Adult mental health consequences of peer bullying and maltreatment in childhood: two cohorts in two countries.
BACKGROUND: The adult mental health consequences of childhood maltreatment are well documented. Maltreatment by peers (ie, bullying) has also been shown to have long-term adverse effects. We aimed to determine whether these effects are just due to being exposed to both maltreatment and bullying or whether bullying has a unique effect. METHODS: We used data from the Avon Longitudinal Study of Parents and Children in the UK (ALSPAC) and the Great Smoky Mountains Study in the USA (GSMS) longitudinal studies. In ALSPAC, maltreatment was assessed as physical, emotional, or sexual abuse, or severe maladaptive parenting (or both) between ages 8 weeks and 8·6 years, as reported by the mother in questionnaires, and being bullied was assessed with child reports at 8, 10, and 13 years using the previously validated Bullying and Friendship Interview Schedule. In GSMS, both maltreatment and bullying were repeatedly assessed with annual parent and child interviews between ages 9 and 16 years. To identify the association between maltreatment, being bullied, and mental health problems, binary logistic regression analyses were run. The primary outcome variable was overall mental health problem (any anxiety, depression, or self-harm or suicidality). FINDINGS: 4026 children from the ALSPAC cohort and 1420 children from the GSMS cohort provided information about bullying victimisation, maltreatment, and overall mental health problems. The ALSPAC study started in 1991 and the GSMS cohort enrolled participants from 1993. Compared with children who were not maltreated or bullied, children who were only maltreated were at increased risk for depression in young adulthood in models adjusted for sex and family hardships according to the GSMS cohort (odds ratio [OR] 4·1, 95% CI 1·5-11·7). According to the ALSPAC cohort, those who were only being maltreated were not at increased risk for any mental health problem compared with children who were not maltreated or bullied. By contrast, those who were both maltreated and bullied were at increased risk for overall mental health problems, anxiety, and depression according to both cohorts and self-harm according to the ALSPAC cohort compared with neutral children. Children who were bullied by peers only were more likely than children who were maltreated only to have mental health problems in both cohorts (ALSPAC OR 1·6, 95% CI 1·1-2·2; p=0·005; GSMS 3·8, 1·8-7·9, p<0·0001), with differences in anxiety (GSMS OR 4·9; 95% CI 2·0-12·0), depression (ALSPAC 1·7, 1·1-2·7), and self-harm (ALSPAC 1·7, 1·1-2·6) between the two cohorts. INTERPRETATION: Being bullied by peers in childhood had generally worse long-term adverse effects on young adults' mental health. These effects were not explained by poly-victimisation. The findings have important implications for public health planning and service development for dealing with peer bullying. FUNDING: Wellcome Trust, Medical Research Council, Economic and Social Research Council, National Institute of Mental Health, the National Institute on Drug Abuse, NARSAD (Early Career Award), and the William T Grant Foundation.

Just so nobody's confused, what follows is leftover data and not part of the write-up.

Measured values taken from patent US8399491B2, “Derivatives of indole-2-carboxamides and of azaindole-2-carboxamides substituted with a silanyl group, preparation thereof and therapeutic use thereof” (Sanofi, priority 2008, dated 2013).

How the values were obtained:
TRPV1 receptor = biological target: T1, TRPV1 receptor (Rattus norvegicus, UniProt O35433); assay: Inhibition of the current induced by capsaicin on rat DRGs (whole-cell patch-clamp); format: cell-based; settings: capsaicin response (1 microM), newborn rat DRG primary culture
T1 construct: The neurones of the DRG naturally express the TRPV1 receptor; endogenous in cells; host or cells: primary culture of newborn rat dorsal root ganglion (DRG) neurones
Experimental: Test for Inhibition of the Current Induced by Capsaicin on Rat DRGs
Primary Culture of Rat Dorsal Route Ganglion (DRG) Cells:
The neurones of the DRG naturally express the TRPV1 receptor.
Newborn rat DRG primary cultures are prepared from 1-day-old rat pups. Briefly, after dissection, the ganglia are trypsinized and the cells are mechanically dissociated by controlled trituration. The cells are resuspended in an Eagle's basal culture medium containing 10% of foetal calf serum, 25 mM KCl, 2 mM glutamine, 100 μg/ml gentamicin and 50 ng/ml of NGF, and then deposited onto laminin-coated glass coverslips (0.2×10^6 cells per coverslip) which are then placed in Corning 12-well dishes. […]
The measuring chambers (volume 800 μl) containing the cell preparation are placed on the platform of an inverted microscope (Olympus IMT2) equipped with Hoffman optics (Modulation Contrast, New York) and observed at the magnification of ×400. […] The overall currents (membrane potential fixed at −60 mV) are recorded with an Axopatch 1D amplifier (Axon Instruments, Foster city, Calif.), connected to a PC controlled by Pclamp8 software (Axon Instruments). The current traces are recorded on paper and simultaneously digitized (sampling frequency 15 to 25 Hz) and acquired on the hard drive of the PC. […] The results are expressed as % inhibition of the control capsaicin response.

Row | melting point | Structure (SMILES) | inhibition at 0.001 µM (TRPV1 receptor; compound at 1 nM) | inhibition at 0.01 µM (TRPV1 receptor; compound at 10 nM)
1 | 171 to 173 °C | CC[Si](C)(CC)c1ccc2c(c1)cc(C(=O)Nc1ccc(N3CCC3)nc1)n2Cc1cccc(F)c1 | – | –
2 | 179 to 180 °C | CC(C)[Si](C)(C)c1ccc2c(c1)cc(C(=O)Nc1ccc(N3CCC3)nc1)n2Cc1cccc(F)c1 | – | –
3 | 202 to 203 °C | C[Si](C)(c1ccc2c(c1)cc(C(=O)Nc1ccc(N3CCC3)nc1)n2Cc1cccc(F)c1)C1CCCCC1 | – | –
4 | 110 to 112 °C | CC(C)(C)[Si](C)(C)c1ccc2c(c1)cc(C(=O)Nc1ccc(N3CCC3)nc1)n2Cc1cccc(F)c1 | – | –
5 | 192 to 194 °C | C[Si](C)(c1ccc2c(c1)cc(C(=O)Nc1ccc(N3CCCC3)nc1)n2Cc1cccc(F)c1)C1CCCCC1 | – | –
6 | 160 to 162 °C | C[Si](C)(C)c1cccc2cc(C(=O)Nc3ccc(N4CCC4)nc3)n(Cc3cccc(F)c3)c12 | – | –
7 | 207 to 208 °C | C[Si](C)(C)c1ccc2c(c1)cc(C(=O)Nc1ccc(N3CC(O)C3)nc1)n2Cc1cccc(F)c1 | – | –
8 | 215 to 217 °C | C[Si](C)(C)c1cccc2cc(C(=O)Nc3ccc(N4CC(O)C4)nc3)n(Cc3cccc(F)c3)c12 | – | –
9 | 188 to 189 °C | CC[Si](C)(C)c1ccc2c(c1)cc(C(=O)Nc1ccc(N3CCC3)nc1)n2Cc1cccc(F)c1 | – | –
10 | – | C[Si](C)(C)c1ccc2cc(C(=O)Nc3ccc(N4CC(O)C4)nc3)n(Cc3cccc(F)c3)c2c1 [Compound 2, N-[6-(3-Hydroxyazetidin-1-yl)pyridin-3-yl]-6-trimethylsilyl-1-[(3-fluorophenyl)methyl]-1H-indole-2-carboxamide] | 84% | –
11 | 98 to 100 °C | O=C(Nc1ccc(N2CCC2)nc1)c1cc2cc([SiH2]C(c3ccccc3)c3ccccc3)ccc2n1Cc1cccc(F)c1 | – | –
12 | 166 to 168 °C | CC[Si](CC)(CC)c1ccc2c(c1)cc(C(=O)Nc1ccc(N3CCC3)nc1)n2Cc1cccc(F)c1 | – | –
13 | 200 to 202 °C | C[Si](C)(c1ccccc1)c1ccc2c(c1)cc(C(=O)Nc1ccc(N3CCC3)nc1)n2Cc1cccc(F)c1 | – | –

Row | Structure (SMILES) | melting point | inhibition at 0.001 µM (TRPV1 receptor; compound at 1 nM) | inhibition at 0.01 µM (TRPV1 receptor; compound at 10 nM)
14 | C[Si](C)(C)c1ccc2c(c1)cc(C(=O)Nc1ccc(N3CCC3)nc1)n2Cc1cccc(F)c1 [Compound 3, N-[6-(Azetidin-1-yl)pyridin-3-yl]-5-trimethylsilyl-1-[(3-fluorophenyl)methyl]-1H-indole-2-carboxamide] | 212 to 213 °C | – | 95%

Lereya, ST; Copeland, WE; Costello, EJ; Wolke, D
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